Charlotte's Chickens: new girls on the block
- Credit: Archant
Charlotte has some new arrivals
A few of my older hens have passed away recently so am always on the lookout for hens that might need new homes. I found a family whose hens were causing problems by free ranging into a graveyard next door and had been told off by those responsible for maintaining the land. The family didn’t like keeping their hens locked up in a run so I offered them a new free-ranging life! They have now arrived: a large Light Sussex hen who is about four years old and two ISA Warrens who are extremely friendly and rather pushy as the brown hybrids often are! They will have to stay in their own hutch and run for several days; this is a quarantine period in case they are carrying any diseases. I think this is unlikely as they look very healthy and are just itching to get out. There were immediate fights through the wire with my hens which were quite amusing to watch. My hens didn’t really need to pick a fight since their large area of free-ranging land was not being compromised! The family were hugely comforted to see that their hens would hopefully have a very happy life with me; the one drawback for these hens is they will have to get used to my cockerels – one has to remember that many hens are kept for years without knowing about cockerels!! I’ve had eggs from the newbies already so they were not too disturbed by the move!
Ice cream making
It’s been a great month for eggs but as always I have to increase my ice cream making and find more people who might like to buy my eggs. Of course they are very useful as little gifts when visiting friends! The colour of my egg shells does seem to be important; people, on the whole, like my dark brown shells best, followed by my blue/green shells from the Araucana crosses. The least popular colour is white, which is quite bizarre – of course in America white is the most popular colour for egg shells! Why is it I can never sell small eggs? Everybody wants eggs as large as possible, even though I think my bantam eggs are rather special with their proportionately large egg yolks! I use my small eggs for cooking and admittedly you have to work out how many to use in a cake recipe that uses three large eggs but it’s perfectly feasible!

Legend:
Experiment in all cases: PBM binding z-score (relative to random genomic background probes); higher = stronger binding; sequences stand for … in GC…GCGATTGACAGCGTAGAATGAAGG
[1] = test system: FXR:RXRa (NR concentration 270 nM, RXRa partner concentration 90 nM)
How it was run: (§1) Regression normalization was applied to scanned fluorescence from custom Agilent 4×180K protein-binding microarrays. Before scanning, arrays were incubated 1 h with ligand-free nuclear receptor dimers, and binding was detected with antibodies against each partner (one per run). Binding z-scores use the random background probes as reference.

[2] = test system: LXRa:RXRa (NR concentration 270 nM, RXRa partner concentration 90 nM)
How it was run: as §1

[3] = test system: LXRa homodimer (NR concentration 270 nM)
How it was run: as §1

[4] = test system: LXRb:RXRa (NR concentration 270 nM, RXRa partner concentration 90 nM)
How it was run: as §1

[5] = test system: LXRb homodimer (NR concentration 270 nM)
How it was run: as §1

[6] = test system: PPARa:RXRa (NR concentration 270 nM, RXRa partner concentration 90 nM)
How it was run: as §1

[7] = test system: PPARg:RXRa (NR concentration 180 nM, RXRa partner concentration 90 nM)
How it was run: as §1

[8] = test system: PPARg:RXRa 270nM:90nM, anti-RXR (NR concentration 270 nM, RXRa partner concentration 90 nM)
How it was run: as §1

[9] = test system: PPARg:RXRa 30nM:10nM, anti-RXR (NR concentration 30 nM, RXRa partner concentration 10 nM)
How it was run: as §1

A recovered hen
One of my beautiful Silver Duckwing Welsummers had a swollen eye for many months. Her face was so badly puffed up that you couldn’t really see her eye. She seemed healthy in all other respects. Miraculously the swelling has completely disappeared and her eye is pretty much back to normal. I am not sure whether she can see clearly out of the eye but I am so glad that she has recovered and is laying well!
- 1 Keeping livestock in winter: housing, shelter and feeding
- 2 What to grow in winter: sowing & harvesting winter veg
- 3 Chicken coops - the dos and don’ts!
- 4 Smallholding for beginners part 3: Which skills do I need to be successful>
- 5 Proposed Hedgerow Carbon Code receives £81k funding
- 6 The benefits of the “no dig” bed system for veg growers
- 7 David Brown anniversary at Newark Vintage Tractor Show
- 8 Smallholding for Beginners part 4: identifying (tagging) your sheep and goats
- 9 How to: create the perfect chicken run
- 10 Smallholding for beginners - part 1
My trusted little Orpington hen, Florrie, is sitting on eggs, due to hatch soon, but many of my hens would not make good mothers so I have to be very selective. My Fayoumi crosses keep going broody and I have to put a stop to it. I was not expecting my little black Ayam Cemani to go broody; but she is very persistent and I have had to put her in my special airy coop to try and break her maternal instinct. This coop has air circulating around it and should cool her down and stop her broodiness.
This is the best time of year for your girls with an abundance of green stuff growing out there. Grass is a must, of course, and this is most nutritious at this time of year. Hens will peck at the growing tips. Although chickens will decimate grass if confined in a run, it seems my 40 odd hens cannot keep the grass down in my paddock, which is about ¾ of an acre. The grass is growing longer and longer while I wait for five sheep and their lambs to appear. These are being loaned to me, which in theory means I won’t have to mow the field. Whilst hens won’t eat your nettles they absolutely love chickweed, will peck at dock leaves and other green weeds. It’s the carotenoids in all this green vegetation that will help to make your egg yolks such a deep yellow colour.